The title of this book suggests a God revealing himself to us both in the Jewish and in the early Christian editors and writers — i.e. fundamental theology. Some say that all that we have is Holy Scripture, a collection of inspired writings. It is the task, for one thing, of theologians to inquire how they came to be written, by whom, and how we should understand them, not to mention what we mean by `inspired’. The truths of God’s self-revelation are indeed in Scripture, but not only there. In the history of the early Church we may discover how the Apostles and other early Christians regarded Jesus, his works and his teaching. This is not Scripture but Tradition and in the post-

Apostolic period continued to develop under the inspiration of the Holy Spirit. It would be pointless to stick to what can be ‘proved’ by reference to the letter of the Bible truths and not to honour the work of philosophical theologians — and, of course, the insights of Christian mystics and the examples of numberless Christian men and women in their daily living.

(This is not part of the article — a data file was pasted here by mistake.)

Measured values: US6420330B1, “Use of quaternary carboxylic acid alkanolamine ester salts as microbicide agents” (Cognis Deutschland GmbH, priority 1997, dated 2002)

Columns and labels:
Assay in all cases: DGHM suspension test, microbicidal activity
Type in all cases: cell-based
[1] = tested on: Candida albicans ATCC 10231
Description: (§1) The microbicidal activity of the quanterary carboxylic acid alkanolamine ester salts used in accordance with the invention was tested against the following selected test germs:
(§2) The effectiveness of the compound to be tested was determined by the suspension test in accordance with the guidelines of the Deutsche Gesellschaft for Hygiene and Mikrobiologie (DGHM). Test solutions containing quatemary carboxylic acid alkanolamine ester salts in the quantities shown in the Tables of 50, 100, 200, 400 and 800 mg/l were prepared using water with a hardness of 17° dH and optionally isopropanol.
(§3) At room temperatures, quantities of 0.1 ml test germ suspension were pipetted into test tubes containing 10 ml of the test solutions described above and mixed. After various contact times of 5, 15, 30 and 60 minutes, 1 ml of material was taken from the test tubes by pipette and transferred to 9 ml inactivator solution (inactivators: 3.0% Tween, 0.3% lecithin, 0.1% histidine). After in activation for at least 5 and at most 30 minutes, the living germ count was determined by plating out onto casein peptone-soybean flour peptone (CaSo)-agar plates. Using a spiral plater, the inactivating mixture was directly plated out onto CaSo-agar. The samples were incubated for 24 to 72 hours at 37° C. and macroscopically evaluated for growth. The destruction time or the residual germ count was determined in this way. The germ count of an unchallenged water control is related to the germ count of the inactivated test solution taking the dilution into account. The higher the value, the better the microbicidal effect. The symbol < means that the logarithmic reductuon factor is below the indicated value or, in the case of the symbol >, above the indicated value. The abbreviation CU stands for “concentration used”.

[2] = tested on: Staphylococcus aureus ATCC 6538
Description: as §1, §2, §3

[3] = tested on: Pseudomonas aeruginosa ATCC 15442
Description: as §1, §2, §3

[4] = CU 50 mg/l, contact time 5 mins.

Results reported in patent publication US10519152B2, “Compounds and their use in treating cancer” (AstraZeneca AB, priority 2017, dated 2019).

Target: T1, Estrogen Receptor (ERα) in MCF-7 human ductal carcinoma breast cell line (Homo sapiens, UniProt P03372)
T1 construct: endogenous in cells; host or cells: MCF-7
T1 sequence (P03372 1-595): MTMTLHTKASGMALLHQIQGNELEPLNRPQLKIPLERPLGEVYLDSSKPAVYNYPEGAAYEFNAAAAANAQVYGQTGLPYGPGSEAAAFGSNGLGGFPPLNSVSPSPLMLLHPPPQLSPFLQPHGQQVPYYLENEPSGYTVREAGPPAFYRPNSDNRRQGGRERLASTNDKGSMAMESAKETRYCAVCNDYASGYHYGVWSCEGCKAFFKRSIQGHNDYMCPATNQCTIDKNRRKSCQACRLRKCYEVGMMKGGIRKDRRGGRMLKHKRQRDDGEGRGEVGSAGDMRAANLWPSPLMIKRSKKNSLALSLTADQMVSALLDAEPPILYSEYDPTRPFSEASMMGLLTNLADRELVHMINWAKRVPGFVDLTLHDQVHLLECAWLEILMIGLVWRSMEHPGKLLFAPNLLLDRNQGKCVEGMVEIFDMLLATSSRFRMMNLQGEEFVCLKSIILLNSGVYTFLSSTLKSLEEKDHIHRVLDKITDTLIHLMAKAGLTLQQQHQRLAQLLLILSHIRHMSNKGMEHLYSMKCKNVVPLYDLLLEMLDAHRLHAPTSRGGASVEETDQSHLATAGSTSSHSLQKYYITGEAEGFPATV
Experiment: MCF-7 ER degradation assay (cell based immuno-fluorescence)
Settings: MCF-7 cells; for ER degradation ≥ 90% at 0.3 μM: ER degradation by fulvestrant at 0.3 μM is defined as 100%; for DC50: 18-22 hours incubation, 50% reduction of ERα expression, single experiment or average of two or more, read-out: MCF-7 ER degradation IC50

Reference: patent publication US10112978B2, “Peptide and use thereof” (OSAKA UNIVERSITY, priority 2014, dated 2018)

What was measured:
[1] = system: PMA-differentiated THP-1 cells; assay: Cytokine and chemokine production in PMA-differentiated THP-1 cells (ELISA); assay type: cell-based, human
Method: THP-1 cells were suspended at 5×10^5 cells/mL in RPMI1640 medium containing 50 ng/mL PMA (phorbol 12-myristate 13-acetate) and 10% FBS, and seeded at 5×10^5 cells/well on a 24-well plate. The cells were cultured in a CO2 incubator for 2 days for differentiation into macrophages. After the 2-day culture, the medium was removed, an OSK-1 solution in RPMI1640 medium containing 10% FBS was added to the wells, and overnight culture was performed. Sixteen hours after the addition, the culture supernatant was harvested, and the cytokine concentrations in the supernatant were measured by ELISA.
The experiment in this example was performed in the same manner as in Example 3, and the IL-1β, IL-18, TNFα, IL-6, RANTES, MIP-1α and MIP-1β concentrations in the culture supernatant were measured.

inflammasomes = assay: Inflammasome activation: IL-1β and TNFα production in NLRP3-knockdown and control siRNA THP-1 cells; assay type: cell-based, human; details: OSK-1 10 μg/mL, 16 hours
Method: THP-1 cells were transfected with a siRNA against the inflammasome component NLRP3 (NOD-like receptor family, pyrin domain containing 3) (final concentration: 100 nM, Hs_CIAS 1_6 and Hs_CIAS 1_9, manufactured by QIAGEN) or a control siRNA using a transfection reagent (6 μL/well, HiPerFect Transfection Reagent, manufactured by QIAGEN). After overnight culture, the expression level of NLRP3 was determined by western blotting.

As might be expected, even these truths are capable of leading us astray. When we assert that the Holy Spirit is leading us forward it appears that he is leading some in one direction and others in an opposite one. How to decide between them? It must surely be in the light of both Scripture and Tradition, i.e. orthodoxy and obedience. I do not think I can add much to this, except to assure readers that I have touched upon very few of the many matters giving enlightenment in this work of massive scholarship, faith and love. Among many areas of illumination I have found in it is the explication of the structure of St John’s Gospel. This has opened my eyes to truths I had not seen quite so clearly before.